Tomáš Baldýnský is one of the Czech Republic’s leading film critics and is known for not pulling any punches in his reviews. He is also the unpaid chairman of the government body which supports Czech film-making, though his term in the post ends soon. When we met the other day we discussed how he manages to reconcile those two activities. But that was after I put it to Tomáš Baldýnský that given the fact most movies aren’t particularly good, it must be hard to maintain his enthusiasm for reviewing.
There’s a rather unusual film festival underway at Prague’s Ořechovka cinema at the moment. Called “The Magic Eights”, it examines the strange significance of the number "8" in modern Czech history. The festival features around a dozen films either made in or about the crucial moments in this country’s recent past, most of which occurred in a year ending in "8".
In this edition of Music Profile we take a brief look back at the long career of the undisputed king of Czech pop music, Karel Gott. The multi-million selling singer released his first single, a jazzy duet, in 1962. Just twelve months later Gott was voted Czechoslovakia's best singer; by the end of the decade he had become an international star.
On Thursday, Prague’s Barrandov film studios celebrated their 75th birthday. Over the past three-quarters of a century, the studios have housed over 2,500 film shoots. It all started with the thriller ‘Vrazda v Ostrovni ulici’ (Murder on Ostrovni Street) – the first Czech film to combine dialogue with music. In more recent years, international blockbusters like the James Bond film Casino Royale have been shot on location in Barrandov’s hallowed halls. To mark its anniversary, I spoke to Norbert Auerbach, former head of Hollywood studio United Artists,
The life and work of Jiří Sequens, a Czech film director who died in Prague on Monday at the age of 85, could well be the subject of a movie. A skilled filmmaker with a special gift for action adventures and detective stories, Sequens created one of the most popular and best received crime series in the history of Czech Television. But he also put his talent in the service of communist propaganda, filming the infamous '30 Cases of Major Zeman' which distorted modern Czech history in an unparalleled way.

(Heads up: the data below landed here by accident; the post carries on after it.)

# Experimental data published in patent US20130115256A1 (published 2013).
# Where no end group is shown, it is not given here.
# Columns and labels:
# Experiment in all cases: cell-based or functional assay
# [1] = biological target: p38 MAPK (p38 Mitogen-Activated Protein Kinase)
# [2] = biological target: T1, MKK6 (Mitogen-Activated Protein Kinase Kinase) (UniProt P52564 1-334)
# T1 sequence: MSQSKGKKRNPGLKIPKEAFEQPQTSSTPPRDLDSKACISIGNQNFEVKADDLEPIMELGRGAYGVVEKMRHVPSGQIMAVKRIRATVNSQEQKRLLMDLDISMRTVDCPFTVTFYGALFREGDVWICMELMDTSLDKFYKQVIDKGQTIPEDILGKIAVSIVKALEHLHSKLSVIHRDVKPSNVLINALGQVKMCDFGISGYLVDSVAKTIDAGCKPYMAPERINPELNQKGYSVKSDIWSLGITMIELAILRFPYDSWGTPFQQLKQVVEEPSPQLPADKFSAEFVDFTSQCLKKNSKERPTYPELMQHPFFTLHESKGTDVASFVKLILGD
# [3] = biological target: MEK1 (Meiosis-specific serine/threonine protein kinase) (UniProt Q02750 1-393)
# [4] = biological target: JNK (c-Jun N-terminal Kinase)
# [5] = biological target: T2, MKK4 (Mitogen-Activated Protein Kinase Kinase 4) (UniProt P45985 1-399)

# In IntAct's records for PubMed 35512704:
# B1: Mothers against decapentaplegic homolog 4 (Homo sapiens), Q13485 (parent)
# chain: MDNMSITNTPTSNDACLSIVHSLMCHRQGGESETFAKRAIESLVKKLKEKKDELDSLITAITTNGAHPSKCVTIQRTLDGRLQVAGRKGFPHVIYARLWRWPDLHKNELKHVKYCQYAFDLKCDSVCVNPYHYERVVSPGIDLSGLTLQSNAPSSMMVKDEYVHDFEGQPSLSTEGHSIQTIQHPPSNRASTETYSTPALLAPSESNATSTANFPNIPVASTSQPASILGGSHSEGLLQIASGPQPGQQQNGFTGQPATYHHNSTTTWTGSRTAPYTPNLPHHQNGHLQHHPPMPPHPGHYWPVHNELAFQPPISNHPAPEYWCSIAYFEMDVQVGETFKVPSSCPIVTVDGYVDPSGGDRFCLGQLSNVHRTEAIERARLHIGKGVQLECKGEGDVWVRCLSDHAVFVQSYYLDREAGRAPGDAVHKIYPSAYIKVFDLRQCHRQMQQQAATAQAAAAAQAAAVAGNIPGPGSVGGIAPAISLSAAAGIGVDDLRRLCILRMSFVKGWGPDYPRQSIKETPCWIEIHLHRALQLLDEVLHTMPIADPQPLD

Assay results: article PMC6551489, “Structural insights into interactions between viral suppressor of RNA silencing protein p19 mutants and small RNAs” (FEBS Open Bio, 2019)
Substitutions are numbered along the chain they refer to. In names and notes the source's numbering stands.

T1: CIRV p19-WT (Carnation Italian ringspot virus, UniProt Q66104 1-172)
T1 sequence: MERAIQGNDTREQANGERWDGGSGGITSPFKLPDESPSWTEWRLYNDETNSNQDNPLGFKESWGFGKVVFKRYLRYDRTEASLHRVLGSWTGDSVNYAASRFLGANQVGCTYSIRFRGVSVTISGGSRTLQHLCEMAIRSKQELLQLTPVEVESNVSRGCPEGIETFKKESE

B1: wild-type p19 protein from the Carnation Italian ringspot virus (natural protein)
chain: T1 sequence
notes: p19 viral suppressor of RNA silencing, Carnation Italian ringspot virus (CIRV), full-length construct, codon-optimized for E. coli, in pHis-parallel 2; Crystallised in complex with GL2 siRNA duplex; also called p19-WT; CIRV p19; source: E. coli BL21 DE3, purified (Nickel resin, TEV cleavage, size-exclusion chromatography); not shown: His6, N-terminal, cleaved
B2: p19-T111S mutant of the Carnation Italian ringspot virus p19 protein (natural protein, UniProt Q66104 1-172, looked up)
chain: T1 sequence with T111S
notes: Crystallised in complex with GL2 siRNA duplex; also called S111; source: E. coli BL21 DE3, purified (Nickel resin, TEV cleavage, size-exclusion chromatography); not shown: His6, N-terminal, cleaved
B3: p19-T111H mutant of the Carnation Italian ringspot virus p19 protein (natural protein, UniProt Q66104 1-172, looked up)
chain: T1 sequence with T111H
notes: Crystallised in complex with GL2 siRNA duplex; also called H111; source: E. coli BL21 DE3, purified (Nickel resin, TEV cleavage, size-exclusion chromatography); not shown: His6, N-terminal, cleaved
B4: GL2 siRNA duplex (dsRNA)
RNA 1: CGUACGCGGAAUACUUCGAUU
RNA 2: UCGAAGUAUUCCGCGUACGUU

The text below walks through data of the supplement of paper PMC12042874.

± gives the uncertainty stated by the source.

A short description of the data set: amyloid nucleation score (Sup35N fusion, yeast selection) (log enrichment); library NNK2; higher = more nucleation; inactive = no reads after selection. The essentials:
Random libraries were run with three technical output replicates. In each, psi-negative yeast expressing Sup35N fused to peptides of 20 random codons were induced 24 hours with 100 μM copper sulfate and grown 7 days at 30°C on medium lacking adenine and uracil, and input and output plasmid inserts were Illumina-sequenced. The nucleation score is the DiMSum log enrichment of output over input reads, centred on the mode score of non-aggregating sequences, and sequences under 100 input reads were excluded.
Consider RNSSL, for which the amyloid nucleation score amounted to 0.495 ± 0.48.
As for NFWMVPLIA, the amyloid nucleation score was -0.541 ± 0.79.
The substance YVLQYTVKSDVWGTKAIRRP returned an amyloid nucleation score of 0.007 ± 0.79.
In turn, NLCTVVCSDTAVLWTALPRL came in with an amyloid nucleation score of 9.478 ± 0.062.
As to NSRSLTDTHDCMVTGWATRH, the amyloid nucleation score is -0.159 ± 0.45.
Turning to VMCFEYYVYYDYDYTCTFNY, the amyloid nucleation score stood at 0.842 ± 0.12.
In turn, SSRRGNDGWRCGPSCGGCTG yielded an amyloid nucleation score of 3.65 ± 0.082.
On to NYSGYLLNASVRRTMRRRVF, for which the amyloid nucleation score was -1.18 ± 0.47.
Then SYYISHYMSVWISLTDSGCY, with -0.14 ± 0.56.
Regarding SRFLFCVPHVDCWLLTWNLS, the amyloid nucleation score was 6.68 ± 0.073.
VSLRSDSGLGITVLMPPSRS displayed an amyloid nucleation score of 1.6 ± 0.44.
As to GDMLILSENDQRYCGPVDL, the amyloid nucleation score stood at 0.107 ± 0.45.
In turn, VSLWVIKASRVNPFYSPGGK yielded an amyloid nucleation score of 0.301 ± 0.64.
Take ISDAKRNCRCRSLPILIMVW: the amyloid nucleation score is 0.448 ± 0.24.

It’s Monday evening and the ballroom in Prague’s Lucerna is slowly filling up with teenagers in evening dresses. Girls are rushing to the dressing room to take off their trainers and slip into high-heeled shoes while boys are instructed to tuck in their shirts and spit out their chewing gums before they are allowed onto the dance floor. A lot has changed since 15 years ago, when I used to come here, but the tradition of Czech dancing lessons or “taneční”, as they are called, appears to enjoy the same popularity.
The pop star Miroslav Žbirka is more commonly known as Miro, and his childhood nickname Meky, by his many fans here in the Czech Republic and Slovakia. The Prague-based singer released his first record in the late 1970s, with the group Modus, and is still having hits as a solo artist today. Miro Žbirka was born in Bratislava in 1952 to a Slovak father and an English mother. When we spoke the other day, he told me about his parents’ first meeting, in a north London pub.
The 17th century Czech philosopher and writer, Jan Amos Komenský – known internationally as Comenius - is one of the best known Czechs of all time. He is most widely celebrated for his progressive and enlightened ideas about education that earned him the epithet “the Teacher of Nations”. But the many other aspects of his thinking - and he was indeed a prolific writer with some 250 books to his name – remain somewhat neglected. This is something that Benjamin Kuras has decided to try to put right, in a small but inspiring book that he has just written
Former dissident/playwright turned president Václav Havel remains one of the country’s most well-known and most respected figures, both at home and abroad, whose rise to office had the making of both fairy tale and absurdist drama. In the early ‘90s, Vanity Fair published a famous piece about Mr Havel as a president unlike any other: a man with a scooter to zip through the corridors of Prague Castle, a president who invited Frank Zappa to the capital, in short, a kind of head of state no one had seen before.
This week, Prague citizens have the rare opportunity to take a close look at and even leaf through a priceless medieval illustrated Bible. Not the original manuscript, of course, but a life-size colour replica of the 14th-century Velislav Picture Bible. The book, containing selected passages from the Bible along with two legends about the Bohemian patron saints Ludmila and Wenceslas, is one of the largest medieval pictorial books made in Central Europe.